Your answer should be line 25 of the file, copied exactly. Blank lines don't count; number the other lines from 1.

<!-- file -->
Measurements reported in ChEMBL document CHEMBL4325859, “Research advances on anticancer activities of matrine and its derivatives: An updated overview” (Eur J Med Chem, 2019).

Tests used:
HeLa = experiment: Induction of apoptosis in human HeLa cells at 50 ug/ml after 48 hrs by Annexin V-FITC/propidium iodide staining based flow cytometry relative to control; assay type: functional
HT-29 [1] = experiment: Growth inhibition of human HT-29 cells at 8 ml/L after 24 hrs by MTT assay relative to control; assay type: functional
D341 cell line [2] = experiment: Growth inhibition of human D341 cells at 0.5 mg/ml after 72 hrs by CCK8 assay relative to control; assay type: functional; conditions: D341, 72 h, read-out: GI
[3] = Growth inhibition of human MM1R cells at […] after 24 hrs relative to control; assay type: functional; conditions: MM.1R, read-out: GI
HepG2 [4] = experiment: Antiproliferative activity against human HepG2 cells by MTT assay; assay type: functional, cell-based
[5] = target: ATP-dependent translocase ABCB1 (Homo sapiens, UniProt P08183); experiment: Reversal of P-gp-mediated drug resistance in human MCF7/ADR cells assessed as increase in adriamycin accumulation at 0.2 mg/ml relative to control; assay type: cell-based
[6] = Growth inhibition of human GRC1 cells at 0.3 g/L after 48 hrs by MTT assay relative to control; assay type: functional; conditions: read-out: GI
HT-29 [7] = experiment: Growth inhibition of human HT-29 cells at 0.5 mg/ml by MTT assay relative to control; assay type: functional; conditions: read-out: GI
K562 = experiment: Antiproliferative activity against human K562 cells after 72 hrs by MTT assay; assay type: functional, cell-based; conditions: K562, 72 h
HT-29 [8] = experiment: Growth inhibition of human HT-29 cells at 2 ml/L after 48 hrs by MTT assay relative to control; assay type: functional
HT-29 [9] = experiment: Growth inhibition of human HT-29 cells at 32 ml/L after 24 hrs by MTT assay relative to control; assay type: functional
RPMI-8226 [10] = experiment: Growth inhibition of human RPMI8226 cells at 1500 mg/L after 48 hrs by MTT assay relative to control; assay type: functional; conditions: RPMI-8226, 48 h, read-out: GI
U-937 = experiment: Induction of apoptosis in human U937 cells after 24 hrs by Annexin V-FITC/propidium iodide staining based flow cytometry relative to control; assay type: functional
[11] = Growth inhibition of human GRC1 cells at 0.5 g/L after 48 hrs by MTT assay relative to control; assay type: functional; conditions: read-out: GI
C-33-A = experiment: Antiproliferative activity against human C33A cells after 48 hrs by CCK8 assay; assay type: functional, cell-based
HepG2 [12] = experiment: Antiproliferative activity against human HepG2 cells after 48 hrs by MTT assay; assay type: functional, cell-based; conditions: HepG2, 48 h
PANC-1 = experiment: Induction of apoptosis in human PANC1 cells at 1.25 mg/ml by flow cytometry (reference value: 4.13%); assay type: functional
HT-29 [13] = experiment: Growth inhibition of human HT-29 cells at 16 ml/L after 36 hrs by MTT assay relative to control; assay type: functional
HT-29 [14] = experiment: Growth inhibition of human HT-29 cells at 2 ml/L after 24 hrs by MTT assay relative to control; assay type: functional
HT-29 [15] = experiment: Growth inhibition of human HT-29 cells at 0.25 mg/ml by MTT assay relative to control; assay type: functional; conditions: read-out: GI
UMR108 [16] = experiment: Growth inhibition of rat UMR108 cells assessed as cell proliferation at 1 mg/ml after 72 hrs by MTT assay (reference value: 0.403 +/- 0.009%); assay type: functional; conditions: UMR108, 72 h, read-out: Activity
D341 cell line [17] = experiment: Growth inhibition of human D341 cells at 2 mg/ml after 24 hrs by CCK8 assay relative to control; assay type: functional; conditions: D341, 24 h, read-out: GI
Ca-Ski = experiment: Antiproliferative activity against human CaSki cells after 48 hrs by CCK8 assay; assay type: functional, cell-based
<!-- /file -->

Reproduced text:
Ca-Ski = experiment: Antiproliferative activity against human CaSki cells after 48 hrs by CCK8 assay; assay type: functional, cell-based